No one likes mosquitoes. They act as irritants and leaches, using individuals and animals to survive. Now, there might be an even greater reason to dislike them; they also hurt the bottom line. Recent studies have indicated a correlation between the incidences of mosquito bites and a straggling economy. The greater number of mosquito bites, the worse shape the economy is in.
The theory behind this concept is exemplified in the great recession. Since real estate was at the forefront of the economic plunge, many individuals lost their homes or failed to maintain them. All of these foreclosures left thousands and thousands of abandoned or ill maintained properties. Without anyone to maintain the homes, and more importantly the pools, the water turned stagnant in various locations. Combine that with certain humid climates, and these pools became nesting sites for mosquito breeding.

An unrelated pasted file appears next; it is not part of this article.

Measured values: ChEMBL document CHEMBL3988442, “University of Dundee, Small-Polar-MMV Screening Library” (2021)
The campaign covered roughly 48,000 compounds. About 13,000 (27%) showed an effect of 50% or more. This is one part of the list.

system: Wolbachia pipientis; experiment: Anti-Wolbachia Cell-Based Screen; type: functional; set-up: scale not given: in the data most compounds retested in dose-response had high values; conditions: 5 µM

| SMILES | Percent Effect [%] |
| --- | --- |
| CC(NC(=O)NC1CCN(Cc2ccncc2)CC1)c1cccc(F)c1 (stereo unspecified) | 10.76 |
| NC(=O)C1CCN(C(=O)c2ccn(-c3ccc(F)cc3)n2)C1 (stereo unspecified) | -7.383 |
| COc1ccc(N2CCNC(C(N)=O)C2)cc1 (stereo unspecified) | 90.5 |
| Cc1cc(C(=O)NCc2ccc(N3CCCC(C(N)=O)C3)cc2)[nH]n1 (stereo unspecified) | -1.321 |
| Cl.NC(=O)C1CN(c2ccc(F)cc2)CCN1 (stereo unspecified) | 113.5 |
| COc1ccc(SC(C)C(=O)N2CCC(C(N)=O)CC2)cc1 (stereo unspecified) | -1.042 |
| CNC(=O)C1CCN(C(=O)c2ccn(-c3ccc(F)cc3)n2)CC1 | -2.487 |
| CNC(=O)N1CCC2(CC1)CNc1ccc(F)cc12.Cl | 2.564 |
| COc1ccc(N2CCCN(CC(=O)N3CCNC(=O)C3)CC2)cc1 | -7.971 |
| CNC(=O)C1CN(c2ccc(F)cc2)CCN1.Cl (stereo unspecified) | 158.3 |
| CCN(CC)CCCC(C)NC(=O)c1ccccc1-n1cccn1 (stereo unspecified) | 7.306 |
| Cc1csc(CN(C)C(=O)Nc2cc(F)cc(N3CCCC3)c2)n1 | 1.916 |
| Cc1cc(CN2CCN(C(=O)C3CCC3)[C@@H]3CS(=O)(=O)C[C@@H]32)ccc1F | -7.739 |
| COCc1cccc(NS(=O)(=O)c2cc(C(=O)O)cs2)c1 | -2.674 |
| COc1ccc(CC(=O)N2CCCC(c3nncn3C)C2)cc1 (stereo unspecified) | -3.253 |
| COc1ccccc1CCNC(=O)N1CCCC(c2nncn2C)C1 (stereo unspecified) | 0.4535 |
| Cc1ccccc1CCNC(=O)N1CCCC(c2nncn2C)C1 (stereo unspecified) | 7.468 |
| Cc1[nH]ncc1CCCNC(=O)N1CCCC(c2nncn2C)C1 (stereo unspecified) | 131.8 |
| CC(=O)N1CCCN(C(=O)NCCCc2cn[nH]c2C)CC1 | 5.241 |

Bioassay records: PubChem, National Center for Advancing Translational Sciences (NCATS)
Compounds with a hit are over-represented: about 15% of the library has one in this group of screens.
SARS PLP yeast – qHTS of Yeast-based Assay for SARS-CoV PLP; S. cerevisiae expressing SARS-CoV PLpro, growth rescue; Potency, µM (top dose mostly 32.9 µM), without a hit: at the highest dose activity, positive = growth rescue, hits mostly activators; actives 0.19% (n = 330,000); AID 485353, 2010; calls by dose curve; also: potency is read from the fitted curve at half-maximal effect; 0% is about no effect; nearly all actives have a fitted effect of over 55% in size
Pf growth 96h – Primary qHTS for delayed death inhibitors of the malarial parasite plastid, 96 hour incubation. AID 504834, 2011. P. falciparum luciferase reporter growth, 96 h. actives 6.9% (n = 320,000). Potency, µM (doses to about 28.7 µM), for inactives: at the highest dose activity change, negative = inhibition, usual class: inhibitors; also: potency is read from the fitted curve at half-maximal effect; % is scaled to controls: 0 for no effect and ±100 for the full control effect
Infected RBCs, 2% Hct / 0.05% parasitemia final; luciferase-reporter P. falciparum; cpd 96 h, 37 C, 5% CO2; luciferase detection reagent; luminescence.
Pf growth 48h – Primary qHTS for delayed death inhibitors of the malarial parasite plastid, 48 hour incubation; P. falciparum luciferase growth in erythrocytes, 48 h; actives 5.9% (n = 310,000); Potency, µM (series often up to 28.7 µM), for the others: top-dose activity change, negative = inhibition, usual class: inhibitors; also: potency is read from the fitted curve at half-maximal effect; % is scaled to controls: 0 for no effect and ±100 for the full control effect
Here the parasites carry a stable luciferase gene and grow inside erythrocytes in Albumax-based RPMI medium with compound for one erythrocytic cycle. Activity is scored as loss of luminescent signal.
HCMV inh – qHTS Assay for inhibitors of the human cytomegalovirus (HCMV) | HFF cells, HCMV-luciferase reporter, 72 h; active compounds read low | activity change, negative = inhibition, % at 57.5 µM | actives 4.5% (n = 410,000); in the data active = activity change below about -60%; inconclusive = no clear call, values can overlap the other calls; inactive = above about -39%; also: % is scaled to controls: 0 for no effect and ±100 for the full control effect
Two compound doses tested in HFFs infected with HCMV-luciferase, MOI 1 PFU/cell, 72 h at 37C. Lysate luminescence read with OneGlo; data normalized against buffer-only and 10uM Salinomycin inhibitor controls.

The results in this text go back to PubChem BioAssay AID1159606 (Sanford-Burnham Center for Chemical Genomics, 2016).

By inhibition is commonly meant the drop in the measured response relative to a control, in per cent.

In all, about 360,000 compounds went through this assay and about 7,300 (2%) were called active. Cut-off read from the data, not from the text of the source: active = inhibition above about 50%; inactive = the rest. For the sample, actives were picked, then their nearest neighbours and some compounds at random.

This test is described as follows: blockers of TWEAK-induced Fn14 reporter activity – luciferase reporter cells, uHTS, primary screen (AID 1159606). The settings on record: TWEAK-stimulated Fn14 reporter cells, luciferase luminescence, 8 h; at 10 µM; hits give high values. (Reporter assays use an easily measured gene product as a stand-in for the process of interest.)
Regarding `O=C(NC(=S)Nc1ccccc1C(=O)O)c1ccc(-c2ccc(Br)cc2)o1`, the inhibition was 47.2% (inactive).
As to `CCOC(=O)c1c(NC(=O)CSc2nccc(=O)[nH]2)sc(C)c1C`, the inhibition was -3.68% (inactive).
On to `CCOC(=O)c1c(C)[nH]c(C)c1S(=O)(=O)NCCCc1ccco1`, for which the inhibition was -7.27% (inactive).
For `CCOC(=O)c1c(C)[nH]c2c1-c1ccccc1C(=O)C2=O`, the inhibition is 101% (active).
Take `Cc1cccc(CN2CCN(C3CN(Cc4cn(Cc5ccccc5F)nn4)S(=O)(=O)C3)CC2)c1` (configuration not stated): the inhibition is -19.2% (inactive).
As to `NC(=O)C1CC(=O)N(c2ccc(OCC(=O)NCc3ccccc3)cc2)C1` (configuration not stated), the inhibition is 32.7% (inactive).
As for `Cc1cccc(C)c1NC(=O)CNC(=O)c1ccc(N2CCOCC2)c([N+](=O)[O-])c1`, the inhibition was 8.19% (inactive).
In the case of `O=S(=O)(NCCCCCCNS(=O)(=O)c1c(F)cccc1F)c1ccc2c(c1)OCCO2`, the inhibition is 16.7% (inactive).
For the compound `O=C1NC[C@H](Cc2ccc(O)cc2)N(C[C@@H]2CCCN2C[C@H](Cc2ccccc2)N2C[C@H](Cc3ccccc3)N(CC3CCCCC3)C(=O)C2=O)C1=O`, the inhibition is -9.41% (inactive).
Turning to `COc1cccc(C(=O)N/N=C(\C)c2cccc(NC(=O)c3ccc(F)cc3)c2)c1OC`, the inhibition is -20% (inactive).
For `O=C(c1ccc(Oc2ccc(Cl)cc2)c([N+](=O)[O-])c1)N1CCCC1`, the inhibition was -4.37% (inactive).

For instance, in Maricopa County, Arizona the unattended ponds and pools have become “green pools, according to authorities.” These pools are the ones where water has gone stagnant due to various levels of negligence, a lack of care driven by market forces. In 2009, 4,000 “green” pools were attended to by crews treating the stagnation. By comparison, only two years earlier the number was closer to 2500. This almost 60% jump correlated closely with an area that was hit extremely hard during the recession.
In areas where building was in a boom, many new developments placed pools in the backyards of individual homes. When people could no longer afford to maintain these pools, and for some, even live in the homes, mosquitoes swarmed.
In short, when the economy is bad, and people have to make hard financial choices, giving up pool maintenance is a necessary cut. The more pools across the country that go untreated, the worst shape the economy is in and the more homes mosquitoes find. So, if you hear more buzzing and see more bites, it is not just those small red dots you have to worry about. It could be a sign of great economic struggle on the way.